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Mayor Hancock, City Officials and Partners Celebrate Civilian Conservation Corps Camp Ribbon Cutting

Completion of First Phase of Denver Mountain Parks Conservation Camp Facility Restoration

DENVER, May 1, 2019 – Mayor Michael B. Hancock, Denver Parks and Recreation, HistoriCorps and the Denver Mountain Parks Foundation today celebrated the completion of Barracks #1, the first phase of restoration to activate the historic Mount Morrison Civilian Conservation Corps (CCC) camp for adaptive reuse.

A National Historic Landmark, The Mount Morrison CCC Camp was home to hundreds of men who built Red Rocks Park and Amphitheatre and other parts of Denver’s mountain parks system in the 1930s.   The CCC was created under President Franklin Roosevelt during the Great Depression to create jobs and protect forest and land across the United States.  Fourteen of the original 15 buildings that remain on the site served as barracks, recreation hall, mess hall and other support buildings for the camp. 

“Through this partnership with HistoriCorps, we’re creating a new space for all our residents to experience the outdoors just a short 40-minute drive away from Denver,” Mayor Hancock said. “Not only are we preserving a critical piece of our city’s history, we’re also providing educational opportunities for our residents and youth that aren’t available anywhere else.”

Denver Parks and Recreation and HistoriCorps are leading the camp’s preservation efforts by offering skills training to veteran’s groups, the unemployed and underemployed to renovate the lodges.  When completed, these individuals will have new marketable skills, and the renovated area will be a place for outdoor activities,  a conservation and educational center, and provide training opportunities focusing on preservation.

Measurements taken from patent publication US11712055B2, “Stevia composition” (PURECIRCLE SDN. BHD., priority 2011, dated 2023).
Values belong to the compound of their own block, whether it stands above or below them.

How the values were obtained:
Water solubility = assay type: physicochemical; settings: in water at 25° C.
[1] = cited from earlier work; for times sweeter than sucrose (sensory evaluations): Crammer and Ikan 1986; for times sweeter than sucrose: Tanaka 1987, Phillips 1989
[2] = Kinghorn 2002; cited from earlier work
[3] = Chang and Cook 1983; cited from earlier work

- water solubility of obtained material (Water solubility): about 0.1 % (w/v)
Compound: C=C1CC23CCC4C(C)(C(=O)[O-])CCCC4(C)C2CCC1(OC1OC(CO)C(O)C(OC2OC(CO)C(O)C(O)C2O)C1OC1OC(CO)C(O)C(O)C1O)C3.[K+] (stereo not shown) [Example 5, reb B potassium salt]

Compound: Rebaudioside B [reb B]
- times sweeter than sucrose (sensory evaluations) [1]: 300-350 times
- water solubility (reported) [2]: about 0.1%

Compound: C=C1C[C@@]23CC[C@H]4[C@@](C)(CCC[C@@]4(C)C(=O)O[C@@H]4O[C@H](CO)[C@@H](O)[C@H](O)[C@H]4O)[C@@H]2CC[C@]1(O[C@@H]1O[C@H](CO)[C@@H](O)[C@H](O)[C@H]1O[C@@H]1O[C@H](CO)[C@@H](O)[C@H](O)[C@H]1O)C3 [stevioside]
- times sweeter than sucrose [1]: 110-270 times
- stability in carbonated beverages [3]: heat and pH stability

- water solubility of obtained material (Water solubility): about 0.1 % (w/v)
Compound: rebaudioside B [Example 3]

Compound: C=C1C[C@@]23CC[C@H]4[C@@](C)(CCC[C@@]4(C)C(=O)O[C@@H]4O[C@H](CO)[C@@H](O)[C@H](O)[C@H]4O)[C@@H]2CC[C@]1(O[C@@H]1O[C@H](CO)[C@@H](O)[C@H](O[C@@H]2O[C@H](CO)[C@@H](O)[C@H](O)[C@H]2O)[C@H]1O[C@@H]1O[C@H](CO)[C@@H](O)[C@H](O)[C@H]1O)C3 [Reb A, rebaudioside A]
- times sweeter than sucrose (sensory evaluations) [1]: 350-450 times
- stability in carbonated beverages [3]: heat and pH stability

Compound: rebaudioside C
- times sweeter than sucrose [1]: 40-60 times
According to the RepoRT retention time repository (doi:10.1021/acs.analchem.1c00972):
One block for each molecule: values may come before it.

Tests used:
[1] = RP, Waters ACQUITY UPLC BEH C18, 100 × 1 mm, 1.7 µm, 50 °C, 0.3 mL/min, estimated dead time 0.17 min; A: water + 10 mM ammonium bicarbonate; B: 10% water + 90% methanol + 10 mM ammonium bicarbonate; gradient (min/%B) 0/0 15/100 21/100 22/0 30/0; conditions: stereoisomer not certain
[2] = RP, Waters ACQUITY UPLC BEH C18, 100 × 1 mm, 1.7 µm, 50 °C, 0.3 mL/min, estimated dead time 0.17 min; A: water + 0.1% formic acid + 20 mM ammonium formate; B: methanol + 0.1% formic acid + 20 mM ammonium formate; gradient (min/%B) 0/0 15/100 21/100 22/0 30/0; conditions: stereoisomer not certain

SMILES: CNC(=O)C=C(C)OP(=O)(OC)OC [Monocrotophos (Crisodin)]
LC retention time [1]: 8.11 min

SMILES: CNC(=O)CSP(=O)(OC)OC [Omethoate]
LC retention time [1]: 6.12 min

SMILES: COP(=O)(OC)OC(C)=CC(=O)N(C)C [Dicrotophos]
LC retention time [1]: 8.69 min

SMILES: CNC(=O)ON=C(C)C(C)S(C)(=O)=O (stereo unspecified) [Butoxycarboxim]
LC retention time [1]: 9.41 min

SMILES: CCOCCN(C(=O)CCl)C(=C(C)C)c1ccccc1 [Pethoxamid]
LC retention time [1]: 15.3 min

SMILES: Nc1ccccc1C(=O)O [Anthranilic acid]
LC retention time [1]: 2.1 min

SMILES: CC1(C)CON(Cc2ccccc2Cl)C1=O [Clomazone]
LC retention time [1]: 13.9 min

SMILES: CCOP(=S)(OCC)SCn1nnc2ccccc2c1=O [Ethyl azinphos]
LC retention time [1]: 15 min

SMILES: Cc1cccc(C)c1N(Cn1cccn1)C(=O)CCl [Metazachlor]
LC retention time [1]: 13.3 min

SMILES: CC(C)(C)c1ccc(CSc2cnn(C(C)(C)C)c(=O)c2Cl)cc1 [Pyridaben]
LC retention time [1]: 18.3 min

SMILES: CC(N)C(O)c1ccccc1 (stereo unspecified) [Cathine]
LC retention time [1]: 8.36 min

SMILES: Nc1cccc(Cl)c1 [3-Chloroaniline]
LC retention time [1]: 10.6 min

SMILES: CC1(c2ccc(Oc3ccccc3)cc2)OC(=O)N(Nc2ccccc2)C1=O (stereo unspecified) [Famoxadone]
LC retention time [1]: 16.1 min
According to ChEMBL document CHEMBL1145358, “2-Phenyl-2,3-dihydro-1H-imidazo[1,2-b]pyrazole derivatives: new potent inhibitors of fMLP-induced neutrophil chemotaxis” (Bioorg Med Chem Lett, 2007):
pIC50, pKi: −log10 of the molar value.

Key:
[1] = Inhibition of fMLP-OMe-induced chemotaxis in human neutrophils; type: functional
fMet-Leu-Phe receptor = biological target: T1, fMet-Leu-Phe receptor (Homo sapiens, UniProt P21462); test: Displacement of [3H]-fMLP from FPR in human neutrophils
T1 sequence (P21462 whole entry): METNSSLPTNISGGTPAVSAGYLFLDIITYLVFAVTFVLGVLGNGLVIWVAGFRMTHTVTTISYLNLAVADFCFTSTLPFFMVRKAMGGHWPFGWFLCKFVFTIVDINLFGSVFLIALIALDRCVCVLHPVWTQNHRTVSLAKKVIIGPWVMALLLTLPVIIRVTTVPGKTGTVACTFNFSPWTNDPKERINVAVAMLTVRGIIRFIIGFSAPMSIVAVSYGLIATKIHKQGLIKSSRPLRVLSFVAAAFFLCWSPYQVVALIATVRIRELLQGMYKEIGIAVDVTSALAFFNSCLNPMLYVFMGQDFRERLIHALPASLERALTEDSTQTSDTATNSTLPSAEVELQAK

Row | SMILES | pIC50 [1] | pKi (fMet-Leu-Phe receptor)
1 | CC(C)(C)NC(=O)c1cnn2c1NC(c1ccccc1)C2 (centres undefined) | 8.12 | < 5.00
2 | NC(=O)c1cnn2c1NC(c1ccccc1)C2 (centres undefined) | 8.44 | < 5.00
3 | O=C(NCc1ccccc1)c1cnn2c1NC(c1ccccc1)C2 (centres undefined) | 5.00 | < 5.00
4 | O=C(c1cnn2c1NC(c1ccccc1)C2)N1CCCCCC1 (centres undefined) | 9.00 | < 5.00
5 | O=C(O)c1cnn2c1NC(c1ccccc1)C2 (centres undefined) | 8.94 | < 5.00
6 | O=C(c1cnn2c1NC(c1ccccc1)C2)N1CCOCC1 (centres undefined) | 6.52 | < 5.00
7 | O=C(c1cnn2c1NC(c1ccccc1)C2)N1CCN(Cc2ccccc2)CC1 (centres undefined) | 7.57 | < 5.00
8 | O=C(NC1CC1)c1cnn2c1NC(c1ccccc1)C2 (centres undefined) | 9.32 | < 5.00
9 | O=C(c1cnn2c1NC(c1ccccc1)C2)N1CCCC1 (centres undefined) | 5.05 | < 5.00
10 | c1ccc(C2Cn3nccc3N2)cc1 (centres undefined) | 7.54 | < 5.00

“Today we celebrate our partnership with the Denver Mountain Parks Foundation to restore the CCC buildings at the camp and with HistoriCorps who is working with young adults, teaching them skills to do the work,” said Happy Haynes, Executive Director of Parks and Recreation.  “I want to thank HistoriCorps and the Denver Mountain Parks Foundation for their conviction in realizing the potential of this space and the importance of preservation of these historic structures.”

In 1935, the camp housed approximately 200 men who spent six years building Red Rocks Amphitheatre.  Today, the restored Barrack #1 is the new office of HistoriCorps, a nonprofit that provides volunteers with hands-on experience in preserving historic structures on public lands.    

“To be a part of this initiative to rehabilitate and adapt this historic camp for use by ‘descendants’ of the original Civilian Conservation Corps is an honor and privilege,” said Towny Anderson, CEO and Executive Director HistoriCorps.

In addition to the work completed at the CCC camp, HistoriCorps volunteers restored iconic structures in four more Denver Mountain Parks: the Wellhouses in Little Park, Bergen Park and Fillius Park and the Chimney in O’Fallon Park.

The CCC camp is a unique piece of the history of Denver Mountain Parks and one of the few intact camps remaining in the nation.  Financial assistance from the Denver Mountain Parks Foundation assisted in preserving the historic buildings that stand in the park near the base of the iconic amphitheater.

“The restoration of these buildings at the Morrison CCC Campus is the beginning of a rejuvenation of one of Denver’s important historic properties,” said Bart Berger, founder of the Denver Mountain Parks Foundation. “It is through our public/private partnerships that this adaptive re-use of a piece of Denver’s history will enable it to benefit our citizens and typify our legacy of leadership in the Denver Mountain Parks.’

The second phase of the project, which will include the rehabilitation and repurpose of Barrack #3, will be financed through the Elevate Denver Bond Program, city dollars and generous private funding partnerships.

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